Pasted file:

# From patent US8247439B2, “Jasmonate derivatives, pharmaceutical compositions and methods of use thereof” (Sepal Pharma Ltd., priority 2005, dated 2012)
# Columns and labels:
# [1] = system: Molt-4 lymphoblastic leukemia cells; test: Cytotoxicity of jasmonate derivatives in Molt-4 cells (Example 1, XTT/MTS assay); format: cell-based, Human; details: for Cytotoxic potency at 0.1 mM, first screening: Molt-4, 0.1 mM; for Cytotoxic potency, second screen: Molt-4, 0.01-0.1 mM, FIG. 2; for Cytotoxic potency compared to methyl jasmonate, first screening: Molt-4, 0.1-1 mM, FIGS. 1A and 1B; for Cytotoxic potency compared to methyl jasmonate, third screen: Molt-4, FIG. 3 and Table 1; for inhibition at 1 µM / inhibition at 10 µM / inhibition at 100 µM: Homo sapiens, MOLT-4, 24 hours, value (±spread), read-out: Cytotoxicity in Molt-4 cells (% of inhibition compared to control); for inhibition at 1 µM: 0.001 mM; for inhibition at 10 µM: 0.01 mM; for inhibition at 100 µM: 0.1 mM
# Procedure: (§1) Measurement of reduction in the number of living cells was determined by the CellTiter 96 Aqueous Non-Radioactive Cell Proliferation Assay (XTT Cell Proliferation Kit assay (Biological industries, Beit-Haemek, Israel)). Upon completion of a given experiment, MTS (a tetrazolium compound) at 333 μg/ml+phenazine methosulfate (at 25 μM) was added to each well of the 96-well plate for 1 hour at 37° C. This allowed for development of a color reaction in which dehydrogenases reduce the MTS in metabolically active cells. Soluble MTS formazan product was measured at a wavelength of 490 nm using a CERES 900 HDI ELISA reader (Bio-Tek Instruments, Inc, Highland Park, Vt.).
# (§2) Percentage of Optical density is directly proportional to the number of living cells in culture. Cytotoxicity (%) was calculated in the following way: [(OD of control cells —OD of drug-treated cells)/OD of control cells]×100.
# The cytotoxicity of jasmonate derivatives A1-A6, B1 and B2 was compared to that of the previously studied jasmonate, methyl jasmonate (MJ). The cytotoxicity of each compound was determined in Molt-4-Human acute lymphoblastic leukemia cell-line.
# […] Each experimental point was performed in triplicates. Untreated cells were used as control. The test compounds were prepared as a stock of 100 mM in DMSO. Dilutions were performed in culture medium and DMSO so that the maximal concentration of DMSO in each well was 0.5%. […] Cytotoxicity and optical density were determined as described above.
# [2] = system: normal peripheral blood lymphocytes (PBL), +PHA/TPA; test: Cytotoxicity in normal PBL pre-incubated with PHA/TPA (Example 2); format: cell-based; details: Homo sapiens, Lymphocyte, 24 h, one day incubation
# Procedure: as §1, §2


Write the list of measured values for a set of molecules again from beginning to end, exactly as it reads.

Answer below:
# From patent US8247439B2, “Jasmonate derivatives, pharmaceutical compositions and methods of use thereof” (Sepal Pharma Ltd., priority 2005, dated 2012)
# Columns and labels:
# [1] = system: Molt-4 lymphoblastic leukemia cells; test: Cytotoxicity of jasmonate derivatives in Molt-4 cells (Example 1, XTT/MTS assay); format: cell-based, Human; details: for Cytotoxic potency at 0.1 mM, first screening: Molt-4, 0.1 mM; for Cytotoxic potency, second screen: Molt-4, 0.01-0.1 mM, FIG. 2; for Cytotoxic potency compared to methyl jasmonate, first screening: Molt-4, 0.1-1 mM, FIGS. 1A and 1B; for Cytotoxic potency compared to methyl jasmonate, third screen: Molt-4, FIG. 3 and Table 1; for inhibition at 1 µM / inhibition at 10 µM / inhibition at 100 µM: Homo sapiens, MOLT-4, 24 hours, value (±spread), read-out: Cytotoxicity in Molt-4 cells (% of inhibition compared to control); for inhibition at 1 µM: 0.001 mM; for inhibition at 10 µM: 0.01 mM; for inhibition at 100 µM: 0.1 mM
# Procedure: (§1) Measurement of reduction in the number of living cells was determined by the CellTiter 96 Aqueous Non-Radioactive Cell Proliferation Assay (XTT Cell Proliferation Kit assay (Biological industries, Beit-Haemek, Israel)). Upon completion of a given experiment, MTS (a tetrazolium compound) at 333 μg/ml+phenazine methosulfate (at 25 μM) was added to each well of the 96-well plate for 1 hour at 37° C. This allowed for development of a color reaction in which dehydrogenases reduce the MTS in metabolically active cells. Soluble MTS formazan product was measured at a wavelength of 490 nm using a CERES 900 HDI ELISA reader (Bio-Tek Instruments, Inc, Highland Park, Vt.).
# (§2) Percentage of Optical density is directly proportional to the number of living cells in culture. Cytotoxicity (%) was calculated in the following way: [(OD of control cells —OD of drug-treated cells)/OD of control cells]×100.
# The cytotoxicity of jasmonate derivatives A1-A6, B1 and B2 was compared to that of the previously studied jasmonate, methyl jasmonate (MJ). The cytotoxicity of each compound was determined in Molt-4-Human acute lymphoblastic leukemia cell-line.
# […] Each experimental point was performed in triplicates. Untreated cells were used as control. The test compounds were prepared as a stock of 100 mM in DMSO. Dilutions were performed in culture medium and DMSO so that the maximal concentration of DMSO in each well was 0.5%. […] Cytotoxicity and optical density were determined as described above.
# [2] = system: normal peripheral blood lymphocytes (PBL), +PHA/TPA; test: Cytotoxicity in normal PBL pre-incubated with PHA/TPA (Example 2); format: cell-based; details: Homo sapiens, Lymphocyte, 24 h, one day incubation
# Procedure: as §1, §2